Once that is done, each player presents their item, and other players vote to indicate their interest in the item. The more votes/interest an item gets, the higher its potential selling price — and the player's profit. Presentation gurus may get a kick out of enabling Presentation mode, which lets them control when and which piece of information is revealed to spectators. This goes on for two rounds.

In the final round, each player is given a chance to name the group of the items from the prior two rounds. The person with the most points across all three rounds of voting is the winner.

We weren't initially sold on the premise, but the team had a lot of fun with this minigame. It's the best title in the entire pack, and we can't wait to get back to it again. The aesthetic is also appropriate for Halloween, if that's your wheelhouse.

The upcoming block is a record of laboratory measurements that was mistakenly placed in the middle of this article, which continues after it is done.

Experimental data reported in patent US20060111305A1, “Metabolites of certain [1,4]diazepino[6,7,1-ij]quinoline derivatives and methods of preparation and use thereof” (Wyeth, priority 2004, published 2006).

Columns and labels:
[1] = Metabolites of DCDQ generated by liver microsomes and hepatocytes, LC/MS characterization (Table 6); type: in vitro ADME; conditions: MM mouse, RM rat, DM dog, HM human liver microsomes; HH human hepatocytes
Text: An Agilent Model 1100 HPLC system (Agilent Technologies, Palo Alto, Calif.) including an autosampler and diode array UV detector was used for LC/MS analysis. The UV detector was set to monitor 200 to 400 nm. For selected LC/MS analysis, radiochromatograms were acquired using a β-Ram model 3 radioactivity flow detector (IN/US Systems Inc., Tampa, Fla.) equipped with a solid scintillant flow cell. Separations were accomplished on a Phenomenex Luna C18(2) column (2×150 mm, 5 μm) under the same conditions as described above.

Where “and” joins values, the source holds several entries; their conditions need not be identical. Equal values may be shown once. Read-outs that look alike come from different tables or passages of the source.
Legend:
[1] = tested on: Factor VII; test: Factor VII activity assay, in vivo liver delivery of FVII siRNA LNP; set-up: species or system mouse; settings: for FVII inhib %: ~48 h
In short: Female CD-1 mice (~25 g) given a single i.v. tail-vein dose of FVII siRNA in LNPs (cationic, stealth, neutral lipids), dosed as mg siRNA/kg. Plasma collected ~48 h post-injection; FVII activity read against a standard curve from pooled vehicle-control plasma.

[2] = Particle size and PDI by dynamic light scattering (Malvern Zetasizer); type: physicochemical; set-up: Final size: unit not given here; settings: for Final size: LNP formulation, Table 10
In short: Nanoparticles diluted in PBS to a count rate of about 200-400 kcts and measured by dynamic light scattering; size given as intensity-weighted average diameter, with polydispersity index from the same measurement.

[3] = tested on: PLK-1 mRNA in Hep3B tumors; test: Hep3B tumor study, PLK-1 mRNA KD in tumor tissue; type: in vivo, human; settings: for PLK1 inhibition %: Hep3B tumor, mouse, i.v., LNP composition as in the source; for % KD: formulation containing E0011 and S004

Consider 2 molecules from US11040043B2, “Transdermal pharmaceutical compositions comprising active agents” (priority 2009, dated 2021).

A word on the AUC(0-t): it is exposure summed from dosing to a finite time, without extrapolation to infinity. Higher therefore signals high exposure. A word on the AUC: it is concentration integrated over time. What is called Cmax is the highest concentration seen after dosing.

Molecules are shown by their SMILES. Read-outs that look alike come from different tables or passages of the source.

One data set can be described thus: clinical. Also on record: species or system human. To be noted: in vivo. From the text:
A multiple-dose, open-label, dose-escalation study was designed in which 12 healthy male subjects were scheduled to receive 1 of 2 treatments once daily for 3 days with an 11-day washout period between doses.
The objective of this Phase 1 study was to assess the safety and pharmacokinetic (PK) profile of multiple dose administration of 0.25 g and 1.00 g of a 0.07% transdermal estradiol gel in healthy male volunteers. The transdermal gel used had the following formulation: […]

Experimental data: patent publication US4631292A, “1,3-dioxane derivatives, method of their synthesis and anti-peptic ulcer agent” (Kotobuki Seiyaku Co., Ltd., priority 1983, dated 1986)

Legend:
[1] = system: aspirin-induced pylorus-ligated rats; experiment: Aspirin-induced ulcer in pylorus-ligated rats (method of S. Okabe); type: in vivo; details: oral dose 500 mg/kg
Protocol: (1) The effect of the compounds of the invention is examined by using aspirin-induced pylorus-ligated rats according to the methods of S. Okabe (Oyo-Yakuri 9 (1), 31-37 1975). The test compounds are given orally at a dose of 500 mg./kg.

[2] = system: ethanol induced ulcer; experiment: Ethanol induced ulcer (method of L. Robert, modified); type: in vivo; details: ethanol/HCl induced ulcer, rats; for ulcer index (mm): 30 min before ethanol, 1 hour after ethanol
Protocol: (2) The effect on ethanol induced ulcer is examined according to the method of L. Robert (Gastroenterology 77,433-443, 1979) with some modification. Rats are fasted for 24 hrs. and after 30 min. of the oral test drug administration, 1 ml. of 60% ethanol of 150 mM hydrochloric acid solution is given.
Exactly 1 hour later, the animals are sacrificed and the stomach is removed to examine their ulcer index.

Nonsensory is a new offering and supports three to eight players. There are a few rounds where players are prompted to write or draw something. When a player's response is revealed, the other players must guess where that response fits on the defined scale. One of our prompts was, "Write the first line of a dating profile." When shown the text response of "Posh AF," other players must guess the likelihood of the author of the dating profile being royalty. Is it closer to 10% or closer to 100%? Each player receives points based on how close they were to the correct answer.

The final round is the most difficult, as it asks players to draw something that is between two disparate objects – for example, an item that is 70% between a rhino and a dumpster. Again, the other players must guess where the drawing fits on the defined scale.